Can I ask what condition you were diagnosed with?

      • Yes I agree completely. And I was dx with rheumatoid arthritis a few years ago and my new rheumatologist recently told me I no longer have rheumatoid. That it is now sjogrens. But I feel like she hasn’t told me much about it except for the obvious markers of dry eyes and dry mouth. I have flare ups and recently feeling symptoms of carpal tunnel which has progressively gotten worse even with an anti inflammatory. I had no idea about there being primary or secondary sjogrens up until very recently.

  3. That’s interesting having a diagnosis taken away like that. It’s been almost 3 years since my diagnosis, and I’m still getting used to all that goes w/ Sjogren’s. Are you on any other medications right now? I tried Advil, Tylenol, double doses of Aleve…none of that touched my pain. I’m on Plaquenil, and I’ve been told it’s the safest drug out there for moderate-severe inflammatory arthritis. I’m also on Restasis (steroid eyedrops), tramadol (for breakthrough pain), and pilocarpine (for dry mouth). This has been my life, and it’s totally doable. Other than that, I suggest you educate yourself as much as possible. Stress WILL cause flare-ups, so the more you know the better prepared you will be.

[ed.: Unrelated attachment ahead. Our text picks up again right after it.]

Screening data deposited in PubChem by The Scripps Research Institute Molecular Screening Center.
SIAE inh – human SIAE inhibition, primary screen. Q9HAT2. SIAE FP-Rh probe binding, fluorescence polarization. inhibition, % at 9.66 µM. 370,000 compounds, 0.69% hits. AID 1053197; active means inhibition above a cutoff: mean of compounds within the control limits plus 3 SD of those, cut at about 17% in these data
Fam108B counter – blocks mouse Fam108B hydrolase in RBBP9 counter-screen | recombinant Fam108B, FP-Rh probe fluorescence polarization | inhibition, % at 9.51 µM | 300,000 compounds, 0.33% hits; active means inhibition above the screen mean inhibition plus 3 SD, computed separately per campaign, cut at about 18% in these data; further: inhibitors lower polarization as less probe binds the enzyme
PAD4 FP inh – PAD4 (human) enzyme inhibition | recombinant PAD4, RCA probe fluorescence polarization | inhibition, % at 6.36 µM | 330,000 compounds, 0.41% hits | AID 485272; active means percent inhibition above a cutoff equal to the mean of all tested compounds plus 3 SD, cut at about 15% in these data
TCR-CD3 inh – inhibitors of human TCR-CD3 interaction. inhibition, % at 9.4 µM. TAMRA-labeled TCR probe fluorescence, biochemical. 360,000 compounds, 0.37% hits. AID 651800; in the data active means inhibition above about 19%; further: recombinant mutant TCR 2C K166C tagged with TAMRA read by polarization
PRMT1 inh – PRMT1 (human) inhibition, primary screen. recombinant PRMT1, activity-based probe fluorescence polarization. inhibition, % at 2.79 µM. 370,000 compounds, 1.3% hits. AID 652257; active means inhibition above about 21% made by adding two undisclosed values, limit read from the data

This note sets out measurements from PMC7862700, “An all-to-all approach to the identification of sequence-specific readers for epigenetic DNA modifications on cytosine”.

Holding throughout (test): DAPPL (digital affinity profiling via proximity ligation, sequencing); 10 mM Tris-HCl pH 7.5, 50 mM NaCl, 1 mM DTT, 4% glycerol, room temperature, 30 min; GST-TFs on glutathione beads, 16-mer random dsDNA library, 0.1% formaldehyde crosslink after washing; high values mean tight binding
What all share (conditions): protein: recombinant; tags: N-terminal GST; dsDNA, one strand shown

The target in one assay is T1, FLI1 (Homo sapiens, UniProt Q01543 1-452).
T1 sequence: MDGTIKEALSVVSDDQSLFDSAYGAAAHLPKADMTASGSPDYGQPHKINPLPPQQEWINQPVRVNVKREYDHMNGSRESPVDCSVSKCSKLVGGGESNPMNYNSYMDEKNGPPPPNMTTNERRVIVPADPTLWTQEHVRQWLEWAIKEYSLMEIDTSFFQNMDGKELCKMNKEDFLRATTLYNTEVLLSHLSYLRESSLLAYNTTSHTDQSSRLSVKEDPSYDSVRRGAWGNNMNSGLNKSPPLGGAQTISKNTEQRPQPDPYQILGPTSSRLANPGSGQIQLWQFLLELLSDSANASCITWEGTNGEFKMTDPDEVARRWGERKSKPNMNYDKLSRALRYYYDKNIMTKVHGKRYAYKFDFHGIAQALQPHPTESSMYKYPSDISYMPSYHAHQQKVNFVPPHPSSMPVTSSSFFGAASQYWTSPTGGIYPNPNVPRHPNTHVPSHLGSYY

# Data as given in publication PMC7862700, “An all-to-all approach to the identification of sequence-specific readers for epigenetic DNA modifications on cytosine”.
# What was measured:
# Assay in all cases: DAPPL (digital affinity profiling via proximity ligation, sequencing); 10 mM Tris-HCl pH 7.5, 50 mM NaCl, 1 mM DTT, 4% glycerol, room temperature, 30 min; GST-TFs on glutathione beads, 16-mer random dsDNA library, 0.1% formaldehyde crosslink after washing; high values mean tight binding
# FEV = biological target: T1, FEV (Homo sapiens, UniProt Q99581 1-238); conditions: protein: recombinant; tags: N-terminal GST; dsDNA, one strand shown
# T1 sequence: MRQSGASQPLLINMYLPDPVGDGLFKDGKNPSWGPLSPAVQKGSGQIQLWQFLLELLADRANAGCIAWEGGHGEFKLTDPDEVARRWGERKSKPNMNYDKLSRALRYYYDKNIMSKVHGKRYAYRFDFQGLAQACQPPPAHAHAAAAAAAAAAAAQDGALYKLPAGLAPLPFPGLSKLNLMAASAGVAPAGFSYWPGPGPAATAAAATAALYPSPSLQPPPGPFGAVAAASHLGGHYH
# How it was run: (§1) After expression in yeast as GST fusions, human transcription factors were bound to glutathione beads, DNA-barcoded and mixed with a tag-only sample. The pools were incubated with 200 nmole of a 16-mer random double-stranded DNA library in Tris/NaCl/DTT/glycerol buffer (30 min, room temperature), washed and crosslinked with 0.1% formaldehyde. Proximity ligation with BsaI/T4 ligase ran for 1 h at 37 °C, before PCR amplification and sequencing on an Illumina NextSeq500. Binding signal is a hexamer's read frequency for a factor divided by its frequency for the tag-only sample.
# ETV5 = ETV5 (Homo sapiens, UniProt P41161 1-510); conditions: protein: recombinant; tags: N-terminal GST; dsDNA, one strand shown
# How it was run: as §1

If you haven’t already heard, there’s a great advocacy organization out there, the International Foundation for Autoimmune Arthritis (IFAA), that is doing everything (and I mean EVERYTHING) in its power to spread the word about diseases like Sjogren’s and RA. One of their main goals is to show the public how to differentiate between osteoarthritis (the kind that comes with age and CAN be treated with regular OTC medications) and the kind that stems from certain connective tissue disorders. I’ve been volunteering for them pretty much since I started having joint pain. I’m going to meet up with the co-founders and some other volunteers in Las Vegas this June. Look for a new post on that. But anyway, it’s a great way to learn about your illness from the perspective of real insiders – the patients! http://www.ifautoimmunearthritis.org/ [I’m the second to last girl on the right in that B&W pic :-)]

    There is truly no other nonprofit like it!

    I also love to frequent the forums at Sjogren’s World http://www.sjsworld.org/. I haven’t found a better place to find answers for even the strangest of symptoms than their message forum.

    And, of course, there’s the Sjogren’s Syndrome Foundation https://www.sjogrens.org/.

    Good luck, and keep educated!

    • I’m also on plaquenil and nabumetone but I just don’t feel the anti inflammatory helping much. And thank you for the info I will definitely check out these sites!!